• Dirty Work

    Dirty Work


    "Are those prostitutes? I mean, who are those girls?"

    Dumb as hell and yet I like it for that. Not even a movie most of the time but it works all the same. An essential piece of the "shot in Toronto" canon.

  • Tokyo Olympiad

    Tokyo Olympiad


    A dedication and showcase of the pure feats of the human body. Really reaches the next level with how it follows the athletes outside of the competition. The urtext of all great sports documentaries to follow.

  • Christine



    The idealization of nostalgia and the danger it poses. Don't get stuck in what was.

  • Zero Dark Thirty

    Zero Dark Thirty


    Revisiting this about a year after first watching and it sadly still doesn't do much for me. The vignettes work well for establishing tension within themselves, but it leads to a lack of intrigue overall. The narrative feels like it moves from target to target without much reasoning, something that I'm sure was specifically done by Bigelow and Boal to accentuate the head-in-the-sand manhunt that this was, but as an audience member, it just feels unfocused. And that's honestly why…

  • Saw



    Completely and utterly opposite of everything I want from a movie. I'm not discounting the fact that a lot of people love this, as should already be evident by the fact that this spawned a very successful franchise, but holy shit this is just the Anti-Max movie. Can't believe I watched this whole thing.

  • Pretty Woman

    Pretty Woman


    Pretty disappointing considering this is one of the most popular romcoms of the decade. Instead of consisting of light scenes with two charming individuals falling in love, it's just a super stretched-out story that has an annoyingly simple take on wealth and class. I am literally Mr. "so what, it's a romantic comedy," but even this pushes my limits.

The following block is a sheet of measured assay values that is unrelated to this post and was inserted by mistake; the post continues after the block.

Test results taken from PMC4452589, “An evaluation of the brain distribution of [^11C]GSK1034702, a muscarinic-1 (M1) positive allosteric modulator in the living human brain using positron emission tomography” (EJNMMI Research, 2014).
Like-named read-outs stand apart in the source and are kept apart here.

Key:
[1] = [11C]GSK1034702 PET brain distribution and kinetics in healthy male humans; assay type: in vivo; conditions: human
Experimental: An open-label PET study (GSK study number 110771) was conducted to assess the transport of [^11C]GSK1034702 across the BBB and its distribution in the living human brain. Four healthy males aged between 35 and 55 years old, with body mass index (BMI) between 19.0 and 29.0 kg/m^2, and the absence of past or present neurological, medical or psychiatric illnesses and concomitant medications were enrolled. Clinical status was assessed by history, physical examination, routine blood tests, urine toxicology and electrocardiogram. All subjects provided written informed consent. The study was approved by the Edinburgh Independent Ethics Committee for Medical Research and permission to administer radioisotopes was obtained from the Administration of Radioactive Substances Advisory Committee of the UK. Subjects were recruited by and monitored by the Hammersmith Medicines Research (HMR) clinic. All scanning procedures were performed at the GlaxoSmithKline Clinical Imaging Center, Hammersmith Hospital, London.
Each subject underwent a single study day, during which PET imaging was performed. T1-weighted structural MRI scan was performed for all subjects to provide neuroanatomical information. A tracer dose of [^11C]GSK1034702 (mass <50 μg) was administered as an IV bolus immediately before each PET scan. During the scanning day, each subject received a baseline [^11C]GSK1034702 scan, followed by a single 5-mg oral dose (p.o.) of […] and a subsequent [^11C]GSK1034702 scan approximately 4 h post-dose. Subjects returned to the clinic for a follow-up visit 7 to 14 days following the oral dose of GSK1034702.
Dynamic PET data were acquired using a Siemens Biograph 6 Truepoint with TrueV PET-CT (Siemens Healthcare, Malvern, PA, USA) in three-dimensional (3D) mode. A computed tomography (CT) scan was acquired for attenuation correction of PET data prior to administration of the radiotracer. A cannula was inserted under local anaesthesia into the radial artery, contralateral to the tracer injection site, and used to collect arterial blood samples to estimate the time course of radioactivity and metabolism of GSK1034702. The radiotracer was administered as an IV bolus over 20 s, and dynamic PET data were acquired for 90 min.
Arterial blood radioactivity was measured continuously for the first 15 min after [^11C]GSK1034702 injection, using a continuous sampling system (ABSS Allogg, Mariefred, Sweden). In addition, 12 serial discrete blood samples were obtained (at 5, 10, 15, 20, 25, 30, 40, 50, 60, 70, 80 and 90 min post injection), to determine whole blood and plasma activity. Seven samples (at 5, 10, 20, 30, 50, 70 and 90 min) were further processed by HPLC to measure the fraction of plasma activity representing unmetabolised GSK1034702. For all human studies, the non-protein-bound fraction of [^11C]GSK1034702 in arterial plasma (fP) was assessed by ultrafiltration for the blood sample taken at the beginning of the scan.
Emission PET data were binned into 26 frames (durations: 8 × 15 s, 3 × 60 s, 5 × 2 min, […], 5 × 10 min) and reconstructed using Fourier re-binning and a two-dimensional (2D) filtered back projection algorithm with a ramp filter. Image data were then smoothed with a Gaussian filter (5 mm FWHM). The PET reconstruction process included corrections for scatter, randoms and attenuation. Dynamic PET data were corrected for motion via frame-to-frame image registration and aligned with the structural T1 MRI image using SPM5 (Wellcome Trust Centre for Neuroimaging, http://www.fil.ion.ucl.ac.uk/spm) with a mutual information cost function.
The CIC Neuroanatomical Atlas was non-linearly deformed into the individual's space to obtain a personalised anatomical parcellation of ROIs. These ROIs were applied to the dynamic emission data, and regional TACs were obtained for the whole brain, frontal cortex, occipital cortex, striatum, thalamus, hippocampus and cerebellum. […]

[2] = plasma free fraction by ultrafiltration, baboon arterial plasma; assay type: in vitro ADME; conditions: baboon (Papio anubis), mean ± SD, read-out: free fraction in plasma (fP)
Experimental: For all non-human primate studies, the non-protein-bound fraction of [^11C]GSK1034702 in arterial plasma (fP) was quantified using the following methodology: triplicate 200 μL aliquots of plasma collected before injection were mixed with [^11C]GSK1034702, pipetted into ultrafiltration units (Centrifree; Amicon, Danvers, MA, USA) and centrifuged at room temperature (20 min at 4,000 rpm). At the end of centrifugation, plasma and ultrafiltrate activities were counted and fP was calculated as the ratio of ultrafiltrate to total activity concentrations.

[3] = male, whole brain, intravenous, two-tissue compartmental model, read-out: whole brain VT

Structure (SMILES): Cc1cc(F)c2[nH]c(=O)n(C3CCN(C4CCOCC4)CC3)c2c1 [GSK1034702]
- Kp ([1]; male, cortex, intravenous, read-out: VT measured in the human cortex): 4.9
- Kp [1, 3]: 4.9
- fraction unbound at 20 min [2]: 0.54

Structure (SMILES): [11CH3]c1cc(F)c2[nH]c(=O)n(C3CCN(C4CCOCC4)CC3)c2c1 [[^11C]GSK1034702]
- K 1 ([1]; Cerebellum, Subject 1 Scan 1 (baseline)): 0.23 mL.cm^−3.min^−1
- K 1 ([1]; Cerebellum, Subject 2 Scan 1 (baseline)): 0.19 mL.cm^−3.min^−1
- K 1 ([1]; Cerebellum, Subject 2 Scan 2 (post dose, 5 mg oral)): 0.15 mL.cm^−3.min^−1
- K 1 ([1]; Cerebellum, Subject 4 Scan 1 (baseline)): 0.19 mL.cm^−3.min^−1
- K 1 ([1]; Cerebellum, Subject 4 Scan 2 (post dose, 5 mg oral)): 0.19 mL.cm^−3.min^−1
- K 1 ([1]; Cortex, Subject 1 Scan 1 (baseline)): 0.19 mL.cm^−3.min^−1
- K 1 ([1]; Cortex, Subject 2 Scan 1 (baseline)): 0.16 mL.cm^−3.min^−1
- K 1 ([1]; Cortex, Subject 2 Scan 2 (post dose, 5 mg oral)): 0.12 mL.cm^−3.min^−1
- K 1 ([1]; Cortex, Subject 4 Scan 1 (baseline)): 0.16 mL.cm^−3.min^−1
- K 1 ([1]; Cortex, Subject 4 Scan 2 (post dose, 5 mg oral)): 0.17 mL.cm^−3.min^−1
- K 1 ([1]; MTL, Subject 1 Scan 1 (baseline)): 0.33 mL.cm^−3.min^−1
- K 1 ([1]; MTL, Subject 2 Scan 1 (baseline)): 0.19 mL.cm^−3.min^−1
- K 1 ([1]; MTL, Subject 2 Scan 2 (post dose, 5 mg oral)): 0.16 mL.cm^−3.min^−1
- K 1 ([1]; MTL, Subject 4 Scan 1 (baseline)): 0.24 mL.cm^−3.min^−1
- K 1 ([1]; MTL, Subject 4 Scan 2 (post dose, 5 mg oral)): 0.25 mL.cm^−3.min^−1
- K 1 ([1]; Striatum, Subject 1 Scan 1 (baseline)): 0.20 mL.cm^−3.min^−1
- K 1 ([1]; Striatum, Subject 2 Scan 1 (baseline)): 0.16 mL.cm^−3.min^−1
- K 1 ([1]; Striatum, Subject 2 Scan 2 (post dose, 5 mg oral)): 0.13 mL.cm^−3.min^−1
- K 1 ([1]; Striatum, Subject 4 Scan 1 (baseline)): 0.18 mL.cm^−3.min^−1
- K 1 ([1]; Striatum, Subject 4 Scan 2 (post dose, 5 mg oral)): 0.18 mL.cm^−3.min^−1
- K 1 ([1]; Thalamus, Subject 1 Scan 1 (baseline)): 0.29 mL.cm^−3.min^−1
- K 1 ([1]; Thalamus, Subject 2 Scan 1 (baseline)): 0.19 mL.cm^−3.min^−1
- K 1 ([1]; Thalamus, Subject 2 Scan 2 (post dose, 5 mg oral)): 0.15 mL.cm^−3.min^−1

• Someone's Watching Me!

    Someone's Watching Me!


    John Carpenter doing his own version of a Hitchcock pastiche, ultimately not the best style of thriller he can make. It's only his fourth feature, made for television of course, but it still feels a lot like him trying to find his footing, serving as the most interesting part of anything going on here. The film almost has too much it's trying to get across. Watching many of his films in order over the last little bit has made it…

  • Road House

    Road House


    I might be slightly influenced by the circumstances in which I watched this, but this was an absolute ball. A martial arts-inspired maximalist action film with some of the hottest people on the planet. A swan song for the 80s.

  • The Thing

    The Thing


    Where no one can hear you scream.

    Unimpeachable. One of the very few movies with literally nothing wrong with it.

  • Purple Noon

    Purple Noon


    I really truly wonder how I'd have felt about this film if I had watched it before The Talented Mr. Ripley. Like other Patricia Highsmith adaptations, Purple Noon is more focused on process, on the actual crimes of Tom Ripley, rather than the characterization and the psychology that comes from it within the 1999 version. It leaves much more to be desired in terms of emotional investment, but it's still thrilling nonetheless.

  • The Nice Guys

    The Nice Guys


    This has basically become the go-to "I wish they made more movies like this" movie but it's pretty wild how much it truly applies. Totally hilarious, full of outstanding comedic performances, and really well-directed. It's an original story with genuine style and good pacing, hell yeah! We all did this film a disservice when it was in theatres, for real.

  • The Five-Year Engagement

    The Five-Year Engagement


    A solid rom-com for a half-hour until it decides to settle way way way down into an annoyingly low energy workplace drama. Can't tell if that's just the movie's message and they really succeed at convincing the audience that Minnesota is boring, or if this just has extremely poor pacing.